William Booth once uttered the statement to his granddaughter who was simply looking for her grandfather's approval for hard work done well. I've often wondered what resulted from that statement - did she go out and do better? Or did she curl up in a corner and give up? Because she had the blood of Booth, I doubt very much that she gave up - the fact that there are Salvationists around the world striving to make the world a better place tells me that the challenge was accepted.
In our home, we play a small part in helping the cause of justice in the world. Aside from our lives as officers, we encourage our children to live out Micah 6:8, "...to act justly and to love mercy and to walk humbly with [their] God." One of the specific ways that we encourage this is by utilizing a tsedaqah box. This box is meant to collect alms for the poor according to Rabbinical doctrine. In our home, we take a slightly different angle. We decide upon what purchases are necessary for life - basic groceries, clothing needs and school supplies. Anything extra gets "taxed" as it were. Five percent of the total cost of the extra purchase goes into the tsedaqah box. We've been doing this for a couple of years now and our meager efforts have provided Christmas toys for children in Belize and a few items at Just Gifts.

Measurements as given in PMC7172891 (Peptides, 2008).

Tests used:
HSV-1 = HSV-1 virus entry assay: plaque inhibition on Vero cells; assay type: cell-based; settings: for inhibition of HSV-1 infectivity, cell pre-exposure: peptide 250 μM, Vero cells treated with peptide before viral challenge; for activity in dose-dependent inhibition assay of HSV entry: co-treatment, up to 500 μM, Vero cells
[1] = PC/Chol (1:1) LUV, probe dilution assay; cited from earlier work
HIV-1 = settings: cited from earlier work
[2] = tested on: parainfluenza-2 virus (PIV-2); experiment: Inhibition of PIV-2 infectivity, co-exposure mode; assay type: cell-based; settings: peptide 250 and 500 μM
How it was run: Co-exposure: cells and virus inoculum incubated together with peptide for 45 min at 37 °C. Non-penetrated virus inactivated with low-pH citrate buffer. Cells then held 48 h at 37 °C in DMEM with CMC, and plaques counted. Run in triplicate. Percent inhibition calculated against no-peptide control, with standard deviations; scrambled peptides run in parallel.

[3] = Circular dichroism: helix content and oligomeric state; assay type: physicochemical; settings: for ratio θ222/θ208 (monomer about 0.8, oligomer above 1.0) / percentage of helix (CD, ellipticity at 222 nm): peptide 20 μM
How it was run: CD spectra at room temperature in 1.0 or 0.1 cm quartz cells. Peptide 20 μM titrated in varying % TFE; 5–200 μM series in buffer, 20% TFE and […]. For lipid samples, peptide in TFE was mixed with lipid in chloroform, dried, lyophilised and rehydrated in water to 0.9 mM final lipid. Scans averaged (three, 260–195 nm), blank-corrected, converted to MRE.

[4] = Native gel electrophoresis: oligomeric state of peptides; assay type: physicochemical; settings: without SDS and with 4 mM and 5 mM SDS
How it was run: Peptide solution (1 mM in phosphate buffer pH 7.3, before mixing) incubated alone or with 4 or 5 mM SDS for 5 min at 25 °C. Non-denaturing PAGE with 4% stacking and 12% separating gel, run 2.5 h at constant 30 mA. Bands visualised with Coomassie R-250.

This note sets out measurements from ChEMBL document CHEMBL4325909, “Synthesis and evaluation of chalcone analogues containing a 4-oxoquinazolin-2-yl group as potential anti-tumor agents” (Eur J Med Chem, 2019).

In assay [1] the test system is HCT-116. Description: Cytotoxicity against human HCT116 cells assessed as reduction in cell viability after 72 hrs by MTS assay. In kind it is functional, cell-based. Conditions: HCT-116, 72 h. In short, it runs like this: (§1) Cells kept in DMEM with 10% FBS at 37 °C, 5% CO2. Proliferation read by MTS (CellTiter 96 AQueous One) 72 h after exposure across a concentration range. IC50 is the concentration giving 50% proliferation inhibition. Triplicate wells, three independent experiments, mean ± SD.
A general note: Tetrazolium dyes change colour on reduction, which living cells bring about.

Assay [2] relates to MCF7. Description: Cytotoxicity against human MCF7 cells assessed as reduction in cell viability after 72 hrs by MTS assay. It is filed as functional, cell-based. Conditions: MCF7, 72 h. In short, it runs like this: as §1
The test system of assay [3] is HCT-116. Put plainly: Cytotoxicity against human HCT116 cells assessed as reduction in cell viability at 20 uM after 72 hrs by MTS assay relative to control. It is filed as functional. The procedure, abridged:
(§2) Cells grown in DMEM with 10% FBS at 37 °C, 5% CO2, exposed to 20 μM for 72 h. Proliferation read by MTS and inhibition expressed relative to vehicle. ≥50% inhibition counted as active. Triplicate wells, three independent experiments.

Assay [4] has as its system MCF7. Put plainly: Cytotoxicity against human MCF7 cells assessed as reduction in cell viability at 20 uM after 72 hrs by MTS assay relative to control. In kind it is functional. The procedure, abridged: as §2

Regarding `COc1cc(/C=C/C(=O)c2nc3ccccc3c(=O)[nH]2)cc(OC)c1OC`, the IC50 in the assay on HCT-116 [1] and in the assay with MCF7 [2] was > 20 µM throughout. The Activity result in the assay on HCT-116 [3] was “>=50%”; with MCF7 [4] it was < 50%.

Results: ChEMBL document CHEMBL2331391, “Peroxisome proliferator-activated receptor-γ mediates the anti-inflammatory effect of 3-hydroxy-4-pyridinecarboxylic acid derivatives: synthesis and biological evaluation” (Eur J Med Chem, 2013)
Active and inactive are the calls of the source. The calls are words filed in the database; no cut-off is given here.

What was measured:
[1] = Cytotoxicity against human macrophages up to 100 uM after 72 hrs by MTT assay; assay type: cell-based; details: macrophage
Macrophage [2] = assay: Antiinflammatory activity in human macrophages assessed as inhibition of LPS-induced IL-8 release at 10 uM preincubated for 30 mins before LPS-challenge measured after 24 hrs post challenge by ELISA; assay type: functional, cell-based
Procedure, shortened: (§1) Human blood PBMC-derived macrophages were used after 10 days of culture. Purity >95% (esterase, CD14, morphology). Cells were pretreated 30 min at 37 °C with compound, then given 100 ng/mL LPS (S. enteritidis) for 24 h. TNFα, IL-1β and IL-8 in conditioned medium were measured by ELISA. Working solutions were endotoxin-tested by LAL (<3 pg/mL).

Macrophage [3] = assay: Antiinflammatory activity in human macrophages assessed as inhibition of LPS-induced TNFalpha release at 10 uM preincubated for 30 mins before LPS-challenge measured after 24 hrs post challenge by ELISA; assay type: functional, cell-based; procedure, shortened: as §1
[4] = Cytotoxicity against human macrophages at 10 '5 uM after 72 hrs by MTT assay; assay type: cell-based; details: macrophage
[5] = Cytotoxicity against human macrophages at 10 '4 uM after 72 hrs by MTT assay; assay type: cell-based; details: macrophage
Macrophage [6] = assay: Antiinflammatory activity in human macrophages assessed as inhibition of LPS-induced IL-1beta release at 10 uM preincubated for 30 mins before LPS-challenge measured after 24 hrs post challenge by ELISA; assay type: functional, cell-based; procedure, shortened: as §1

Although this practice has given our children a new understanding of justice and equality in the world, I can't help but think of Booth's words every time I look at the tsedaqah box on our kitchen counter. What else should we be doing? How could we engage our family in the justice issues facing the world on a more personal level? There are so many opportunities to do something, but care has to be taken to avoid the cosmetic, surface level activity. I truly believe that we need to be raising up future generations to have justice at the forefront of their thinking rather than a consumer-driven mentality.